As summer weather spreads through Texas, snake season is ramping up, and it’s best to be cautious of where you step.
Matt Morris, a North Texan who spoke to NBC 5 earlier in the year about a nest of copperheads found in his yard, recently shared a story on Facebook about a neighbor who was bitten.
“My neighbor was bitten on the hand by a copperhead this morning while reaching for tools in his toolbox,” Morris wrote. “Luckily, it looks like a dry bite and he’s not having any symptoms.”
He added, “They’re pretty bad this year, so be careful out there!”
According to the Texas A&M Agrilife Extension, snakes commonly come out of hibernation during this time of year as the weather warms up. They tend to be the most active during the early morning and late evening.
Some of the venomous snakes commonly found in North Texas are western diamondback rattlesnakes, cottonmouths, and copperheads. Texas rat snakes are another common species, but they are not venomous and pose no threat to people.
One NBC 5 viewer named Travis Hadden emailed in a video of a rat snake he ran into on White Rock Creek Trail.
“I almost just stepped on that thing,” Hadden said in the video he shared of the snake. “Going to wait until that guy passes. Slow and steady.”
According to the Texas A&M Agrilife Extension, it is best to give snakes plenty of space, whether they are venomous or not.
“Most non-poisonous snakes cause little damage other than to frighten people,” Texas A&M shared on its website. “Occasionally, large snakes may feed on chicks, small ducks or eggs. In some cases, water snakes may damage fish farms by feeding on fish. The greatest danger to people is the possibility of being bitten by a poisonous snake.”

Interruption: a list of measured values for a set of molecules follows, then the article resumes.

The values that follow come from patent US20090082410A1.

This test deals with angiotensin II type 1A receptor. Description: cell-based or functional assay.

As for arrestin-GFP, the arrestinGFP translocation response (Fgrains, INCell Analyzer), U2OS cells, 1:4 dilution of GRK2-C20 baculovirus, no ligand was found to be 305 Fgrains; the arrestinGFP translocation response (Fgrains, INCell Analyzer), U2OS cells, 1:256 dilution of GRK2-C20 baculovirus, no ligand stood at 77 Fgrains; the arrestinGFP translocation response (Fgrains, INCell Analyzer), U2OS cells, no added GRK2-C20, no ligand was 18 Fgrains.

In mid-April, Austin-Travis County Emergency Medical Services (ATCEMS) attended to a patient who had been bitten by a rattlesnake, reported by Spectrum News 1.
“According to the experts, we’re in the peak snake season in Central Texas,” ATCEMS shared on Twitter. “Most venomous snakes in our area are pit vipers such as rattlesnake, copperhead, or water moccasin.”
The account also shared tips on preventing snake bites and how to react in an encounter with the reptiles.
According to the experts, we're in the peak snake season in Central Texas.
Most venomous snakes in our area are pit vipers such as rattlesnake, copperhead, or water moccasin.
— ATCEMS (@ATCEMS) April 17, 2022
ATCEMS stated that “snakes may be in our around water, tall grass, fallen logs, outcroppings, hiding under debris or other objects, or in animal burrows.”
A good way to prevent snakes from nesting in your yard is to avoid letting any debris pile up and keep your grass cut short.
If you happen upon a snake, the best thing to do is keep your distance, NBC 5 shared. Make sure to stay calm and avoid moving too fast.
If a snake bites you, ATCEMS and the Texas A&M Agrilife Extension advise that you seek medical attention immediately. Call 911 and do not drive yourself to the hospital, as some snake bites can cause dizziness or loss of consciousness.
Never handle the snake or try to trap it, but do take a photo if possible so medical experts can more easily treat the bite.